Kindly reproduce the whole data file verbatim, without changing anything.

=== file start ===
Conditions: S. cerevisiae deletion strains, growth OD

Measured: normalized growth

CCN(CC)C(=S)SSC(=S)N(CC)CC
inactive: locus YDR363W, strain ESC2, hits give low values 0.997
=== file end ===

Conditions: S. cerevisiae deletion strains, growth OD

Measured: normalized growth

CCN(CC)C(=S)SSC(=S)N(CC)CC
inactive: locus YDR363W, strain ESC2, hits give low values 0.997